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Hybrid work takes bite out of return to office

Despite the current reality of the hybrid work model, office building owners might have to invest in amenities such as gyms and bike storage to entice workers back to the office.

The shift to remote and hybrid work has reduced the number of people turning up at offices. The decline in attendance isn't reassuring to some office building owners, but they remain optimistic about the long-term future of in-office work.

Office building owners see an obligation to make buildings more attractive to workers, but they also think that employers fear forcing workers to return to the office. The job market is too competitive to risk losing someone by having an in-office mandate, industry experts said at a recent virtual forum.

"The number of people physically coming back to the office is still very disappointing," said Fred Seigel, president and COO of Beacon Capital Partners, a Boston-based private real estate investment firm. The Real Estate Roundtable, a nonprofit public policy organization, sponsored the virtual forum.

But, Seigel noted, a positive sign for the future of offices is that the average lease term is seven years, indicating a commitment to using office space. "All that early conventional wisdom that businesses are only going to enter in the short-term leases -- it was wrong," he said.

Seigel said employers "need to communicate the advantages of in-person working, whether it's better collaboration, driving more innovation, talent development."

Our clients are definitely coming back to the office.
Owen ThomasCEO, Boston Properties

Owen Thomas, CEO of Boston Properties, said he's also seeing a commitment to office spaces. "Our clients are definitely coming back to the office," he said. This publicly traded firm owns some 53 million square feet of office space in Boston, San Francisco, New York and other major cities.

In San Francisco, about 40% of the workers are back in the office compared with pre-pandemic levels. In Boston, it's 50%, and in New York, about 60%, Thomas said. Those percentages are "going up every week," he said.

The reality right now

Thomas said that most clients have adopted some form of hybrid work, where workers come in the office three or four days a week. He doesn't know if hybrid work "is here to stay forever, but it's certainly a reality of the market right now."

Thomas added that encouraging people to return to offices will be helped by creating an "extremely high quality" office environment. That includes investing in amenities such as gyms, bicycle storage rooms and systems that deliver high indoor air quality.

By the end of this year, about 30% of office employees will work from home two or more days a week, said Kate Lister, president of Global Workplace Analytics, a telecommuting research and consulting firm in San Diego. Over three years, as leases begin to expire and managers adjust, this number might go up to 35% to 40% of people working remotely one or more days a week.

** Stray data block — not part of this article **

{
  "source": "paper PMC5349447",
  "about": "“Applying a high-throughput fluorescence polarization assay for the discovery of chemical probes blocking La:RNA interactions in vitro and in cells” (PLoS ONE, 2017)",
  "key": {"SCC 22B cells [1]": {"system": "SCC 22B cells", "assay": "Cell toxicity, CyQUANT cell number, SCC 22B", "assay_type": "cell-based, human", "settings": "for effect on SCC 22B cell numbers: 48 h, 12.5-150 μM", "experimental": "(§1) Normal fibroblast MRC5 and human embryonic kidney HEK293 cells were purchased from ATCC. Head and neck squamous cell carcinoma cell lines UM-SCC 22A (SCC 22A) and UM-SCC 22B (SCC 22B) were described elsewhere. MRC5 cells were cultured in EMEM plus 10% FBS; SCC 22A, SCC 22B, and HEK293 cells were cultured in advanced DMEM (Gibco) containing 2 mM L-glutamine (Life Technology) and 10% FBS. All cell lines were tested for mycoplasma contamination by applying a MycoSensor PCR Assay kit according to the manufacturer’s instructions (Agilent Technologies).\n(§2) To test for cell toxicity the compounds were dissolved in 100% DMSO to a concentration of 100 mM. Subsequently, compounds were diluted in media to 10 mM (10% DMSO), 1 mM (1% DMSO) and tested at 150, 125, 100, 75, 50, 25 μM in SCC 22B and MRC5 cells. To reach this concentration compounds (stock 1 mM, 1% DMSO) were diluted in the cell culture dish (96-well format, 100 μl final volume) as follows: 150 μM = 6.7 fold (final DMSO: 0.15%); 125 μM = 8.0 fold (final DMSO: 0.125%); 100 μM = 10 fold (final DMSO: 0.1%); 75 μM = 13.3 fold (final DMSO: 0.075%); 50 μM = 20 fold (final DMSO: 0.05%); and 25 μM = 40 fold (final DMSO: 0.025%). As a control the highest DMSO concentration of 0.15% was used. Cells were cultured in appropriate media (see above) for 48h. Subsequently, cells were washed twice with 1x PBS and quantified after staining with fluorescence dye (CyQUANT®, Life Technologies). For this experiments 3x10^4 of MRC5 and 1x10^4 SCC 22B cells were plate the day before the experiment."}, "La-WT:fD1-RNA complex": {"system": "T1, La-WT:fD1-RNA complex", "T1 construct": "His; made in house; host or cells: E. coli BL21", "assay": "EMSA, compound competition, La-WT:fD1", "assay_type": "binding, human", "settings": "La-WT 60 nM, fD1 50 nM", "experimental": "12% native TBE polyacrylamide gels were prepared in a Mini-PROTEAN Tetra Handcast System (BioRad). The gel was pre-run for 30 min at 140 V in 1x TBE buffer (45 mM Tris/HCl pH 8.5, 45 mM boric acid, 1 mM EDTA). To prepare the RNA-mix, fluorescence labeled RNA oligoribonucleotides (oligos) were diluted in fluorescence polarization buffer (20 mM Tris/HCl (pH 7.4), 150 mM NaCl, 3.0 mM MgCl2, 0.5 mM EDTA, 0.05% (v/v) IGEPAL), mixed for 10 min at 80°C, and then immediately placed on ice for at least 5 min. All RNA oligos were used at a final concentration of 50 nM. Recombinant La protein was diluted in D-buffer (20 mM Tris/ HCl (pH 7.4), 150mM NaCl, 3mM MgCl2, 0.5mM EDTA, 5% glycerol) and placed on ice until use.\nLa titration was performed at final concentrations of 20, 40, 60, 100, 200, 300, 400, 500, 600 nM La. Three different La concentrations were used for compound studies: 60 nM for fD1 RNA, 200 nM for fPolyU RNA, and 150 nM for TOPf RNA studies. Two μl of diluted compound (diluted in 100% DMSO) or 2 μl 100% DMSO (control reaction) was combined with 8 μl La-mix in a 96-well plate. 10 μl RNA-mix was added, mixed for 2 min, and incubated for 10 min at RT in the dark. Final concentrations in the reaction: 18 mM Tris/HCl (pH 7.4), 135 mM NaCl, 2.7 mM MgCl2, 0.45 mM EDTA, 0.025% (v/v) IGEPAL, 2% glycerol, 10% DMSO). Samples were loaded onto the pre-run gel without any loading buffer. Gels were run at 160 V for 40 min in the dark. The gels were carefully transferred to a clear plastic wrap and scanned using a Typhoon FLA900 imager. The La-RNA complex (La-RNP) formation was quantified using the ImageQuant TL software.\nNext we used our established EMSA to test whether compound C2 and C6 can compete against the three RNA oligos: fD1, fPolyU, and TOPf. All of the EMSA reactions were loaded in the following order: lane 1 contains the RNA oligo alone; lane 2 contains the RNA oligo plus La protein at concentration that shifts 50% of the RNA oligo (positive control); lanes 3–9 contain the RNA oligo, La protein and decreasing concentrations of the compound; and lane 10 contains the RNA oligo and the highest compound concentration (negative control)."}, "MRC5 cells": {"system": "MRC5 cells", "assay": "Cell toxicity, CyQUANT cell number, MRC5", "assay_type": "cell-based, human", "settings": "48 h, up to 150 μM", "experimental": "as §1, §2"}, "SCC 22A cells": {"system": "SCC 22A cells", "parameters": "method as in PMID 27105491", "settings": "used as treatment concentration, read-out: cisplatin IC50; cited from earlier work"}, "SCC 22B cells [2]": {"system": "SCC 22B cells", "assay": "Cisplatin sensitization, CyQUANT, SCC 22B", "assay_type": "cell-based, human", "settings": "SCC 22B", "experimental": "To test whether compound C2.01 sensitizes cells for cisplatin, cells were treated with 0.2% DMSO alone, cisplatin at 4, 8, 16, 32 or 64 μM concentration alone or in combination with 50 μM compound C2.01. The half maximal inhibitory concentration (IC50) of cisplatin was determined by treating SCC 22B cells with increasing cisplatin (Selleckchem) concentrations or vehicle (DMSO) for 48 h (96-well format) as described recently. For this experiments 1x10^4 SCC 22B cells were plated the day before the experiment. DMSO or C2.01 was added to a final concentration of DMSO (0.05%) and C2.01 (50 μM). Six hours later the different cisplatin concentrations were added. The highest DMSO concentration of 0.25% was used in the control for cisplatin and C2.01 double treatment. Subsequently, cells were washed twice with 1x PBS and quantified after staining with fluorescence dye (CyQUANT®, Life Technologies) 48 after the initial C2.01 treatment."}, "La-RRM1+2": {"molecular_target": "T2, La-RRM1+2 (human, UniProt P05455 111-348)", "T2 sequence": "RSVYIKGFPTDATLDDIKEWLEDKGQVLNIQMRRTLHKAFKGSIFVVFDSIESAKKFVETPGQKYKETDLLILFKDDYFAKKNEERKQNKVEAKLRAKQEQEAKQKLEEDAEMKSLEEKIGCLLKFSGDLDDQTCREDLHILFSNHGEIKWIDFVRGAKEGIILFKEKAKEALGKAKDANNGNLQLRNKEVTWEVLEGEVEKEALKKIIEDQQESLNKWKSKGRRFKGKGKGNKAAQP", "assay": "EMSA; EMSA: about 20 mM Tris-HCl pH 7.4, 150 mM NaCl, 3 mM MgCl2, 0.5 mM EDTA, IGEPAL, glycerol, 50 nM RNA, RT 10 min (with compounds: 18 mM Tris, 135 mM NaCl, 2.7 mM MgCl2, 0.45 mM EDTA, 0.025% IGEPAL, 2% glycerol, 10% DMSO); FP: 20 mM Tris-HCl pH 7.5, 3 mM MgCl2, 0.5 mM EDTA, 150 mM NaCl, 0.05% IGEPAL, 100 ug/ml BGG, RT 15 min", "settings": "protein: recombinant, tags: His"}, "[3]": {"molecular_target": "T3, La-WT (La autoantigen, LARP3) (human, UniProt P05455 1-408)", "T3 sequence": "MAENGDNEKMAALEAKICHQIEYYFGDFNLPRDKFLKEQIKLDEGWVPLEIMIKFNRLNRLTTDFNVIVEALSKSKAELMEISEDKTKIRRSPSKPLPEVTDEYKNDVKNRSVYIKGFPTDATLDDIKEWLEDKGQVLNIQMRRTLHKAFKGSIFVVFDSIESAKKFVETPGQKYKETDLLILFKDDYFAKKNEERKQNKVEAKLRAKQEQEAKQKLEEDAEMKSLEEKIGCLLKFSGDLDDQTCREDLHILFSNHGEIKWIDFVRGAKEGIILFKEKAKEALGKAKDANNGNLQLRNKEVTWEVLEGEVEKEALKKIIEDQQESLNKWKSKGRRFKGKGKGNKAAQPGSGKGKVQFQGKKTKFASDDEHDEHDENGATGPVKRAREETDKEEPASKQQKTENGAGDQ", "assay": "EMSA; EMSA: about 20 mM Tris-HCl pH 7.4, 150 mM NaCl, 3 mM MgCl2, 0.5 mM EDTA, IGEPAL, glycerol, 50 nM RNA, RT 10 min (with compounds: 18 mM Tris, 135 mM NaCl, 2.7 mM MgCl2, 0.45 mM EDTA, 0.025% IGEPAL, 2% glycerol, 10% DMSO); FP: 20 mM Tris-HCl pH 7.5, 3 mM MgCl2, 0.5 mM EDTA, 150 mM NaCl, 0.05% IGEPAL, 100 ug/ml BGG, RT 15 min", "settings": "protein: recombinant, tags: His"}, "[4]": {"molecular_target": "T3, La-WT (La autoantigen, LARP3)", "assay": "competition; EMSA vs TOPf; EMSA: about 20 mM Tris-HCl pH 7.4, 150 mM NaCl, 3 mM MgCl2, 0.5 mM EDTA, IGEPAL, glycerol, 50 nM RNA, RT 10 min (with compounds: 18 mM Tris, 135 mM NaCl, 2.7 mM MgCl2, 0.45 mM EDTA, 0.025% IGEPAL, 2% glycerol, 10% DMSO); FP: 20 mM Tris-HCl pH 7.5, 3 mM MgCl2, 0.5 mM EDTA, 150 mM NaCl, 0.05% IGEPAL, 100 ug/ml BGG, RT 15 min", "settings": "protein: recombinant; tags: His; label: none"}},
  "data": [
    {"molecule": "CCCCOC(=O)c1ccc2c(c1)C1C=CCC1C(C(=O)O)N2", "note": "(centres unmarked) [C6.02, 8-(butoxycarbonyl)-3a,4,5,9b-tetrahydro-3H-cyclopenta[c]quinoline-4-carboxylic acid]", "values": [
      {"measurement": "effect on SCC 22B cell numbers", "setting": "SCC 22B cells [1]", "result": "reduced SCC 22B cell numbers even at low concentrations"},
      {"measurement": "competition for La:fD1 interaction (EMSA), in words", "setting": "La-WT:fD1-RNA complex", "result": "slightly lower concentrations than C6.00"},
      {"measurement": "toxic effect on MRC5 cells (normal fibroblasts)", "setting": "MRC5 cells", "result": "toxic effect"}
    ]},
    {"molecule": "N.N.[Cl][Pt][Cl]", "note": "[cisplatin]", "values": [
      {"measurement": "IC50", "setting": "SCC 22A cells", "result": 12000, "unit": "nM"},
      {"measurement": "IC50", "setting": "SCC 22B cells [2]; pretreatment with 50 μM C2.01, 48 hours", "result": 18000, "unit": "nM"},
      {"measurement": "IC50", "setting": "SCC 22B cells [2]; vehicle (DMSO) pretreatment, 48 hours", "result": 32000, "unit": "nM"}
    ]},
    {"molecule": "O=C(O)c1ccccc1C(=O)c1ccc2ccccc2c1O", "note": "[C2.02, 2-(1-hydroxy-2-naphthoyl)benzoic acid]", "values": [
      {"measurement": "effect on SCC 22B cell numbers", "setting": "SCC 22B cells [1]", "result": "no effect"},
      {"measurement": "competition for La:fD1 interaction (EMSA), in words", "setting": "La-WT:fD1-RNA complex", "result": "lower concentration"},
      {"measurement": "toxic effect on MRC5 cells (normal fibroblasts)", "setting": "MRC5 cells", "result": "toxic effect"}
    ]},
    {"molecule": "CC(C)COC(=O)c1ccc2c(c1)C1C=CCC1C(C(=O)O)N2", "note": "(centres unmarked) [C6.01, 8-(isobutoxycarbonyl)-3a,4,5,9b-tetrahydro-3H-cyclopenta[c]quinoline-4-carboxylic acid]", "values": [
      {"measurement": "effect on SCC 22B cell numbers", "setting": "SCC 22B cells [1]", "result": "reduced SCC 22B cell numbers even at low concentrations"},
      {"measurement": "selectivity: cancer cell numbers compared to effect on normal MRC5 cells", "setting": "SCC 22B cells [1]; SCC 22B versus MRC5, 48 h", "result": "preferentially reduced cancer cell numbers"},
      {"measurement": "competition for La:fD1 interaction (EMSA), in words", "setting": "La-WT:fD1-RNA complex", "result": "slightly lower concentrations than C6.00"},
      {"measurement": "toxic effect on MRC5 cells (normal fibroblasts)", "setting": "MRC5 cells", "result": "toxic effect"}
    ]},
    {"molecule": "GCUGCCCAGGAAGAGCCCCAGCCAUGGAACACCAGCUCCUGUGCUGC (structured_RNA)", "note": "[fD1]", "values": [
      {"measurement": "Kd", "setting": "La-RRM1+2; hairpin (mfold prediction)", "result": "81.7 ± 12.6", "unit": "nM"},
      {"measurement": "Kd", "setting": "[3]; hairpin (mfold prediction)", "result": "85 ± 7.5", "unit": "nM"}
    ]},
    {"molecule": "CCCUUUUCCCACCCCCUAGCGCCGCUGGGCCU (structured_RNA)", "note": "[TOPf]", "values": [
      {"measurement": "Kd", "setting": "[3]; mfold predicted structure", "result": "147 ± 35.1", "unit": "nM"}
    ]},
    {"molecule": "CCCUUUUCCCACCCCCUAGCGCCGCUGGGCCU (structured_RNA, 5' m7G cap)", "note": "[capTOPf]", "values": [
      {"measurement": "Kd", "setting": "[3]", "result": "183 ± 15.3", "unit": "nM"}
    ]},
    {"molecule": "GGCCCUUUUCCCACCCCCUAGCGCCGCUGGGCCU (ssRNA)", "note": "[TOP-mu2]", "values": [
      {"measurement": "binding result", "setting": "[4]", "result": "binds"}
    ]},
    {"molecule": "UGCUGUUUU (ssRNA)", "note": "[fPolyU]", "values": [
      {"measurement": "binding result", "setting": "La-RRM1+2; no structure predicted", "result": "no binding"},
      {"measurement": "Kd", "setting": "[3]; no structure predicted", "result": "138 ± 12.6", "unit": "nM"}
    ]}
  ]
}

Child care was also cited in the forum as a need to help encourage women to return to the office.

Chart showing office building response to hybrid work

U.S. Labor Secretary Marty Walsh, who was also at the forum, said there's a need for funding child care services to help women.

"We have a major crisis in this country when it comes to child care," Walsh said. Some people aren't returning to work because of the cost of child care, he said.

Some 1.8 million women are missing from the workforce compared with pre-pandemic data, according to a report last month by the National Women's Law Center.

Remote worker fear

Expanding child care programs and financial support "would likely make a large impact on getting women to return to the workforce," said Annika Jessen, an analyst in Gartner's HR practice. "We know that flexibility of location, working hours and specific days they work is paramount for current working mothers."

But working remotely also carries career risk, Jessen said. Remote workers can lose out on a promotion because they aren't in the office. "Those working on site first think of other colleagues on site for development opportunities, which cascades into remote colleagues missing out on promotions because they did not have the necessary opportunities to grow," she said.

Jessen said that business managers need to be aware of their bias against remote workers to avoid penalizing them. They also have to take "intentional steps to ensure that they are considering their remote and hybrid workers when nominating their employees for development or stretch opportunities," she said.

"Empty statements are not enough; employees must see action," Jessen said. That includes creating employee resource groups for remote and hybrid workers, and providing specific development opportunities, among other steps. Organizations can also audit promotions for equal opportunity across on-site, remote and hybrid workers "and commit to publishing those results internally," she said.

Patrick Thibodeau covers HCM and ERP technologies for TechTarget. He's worked for more than two decades as an enterprise IT reporter.

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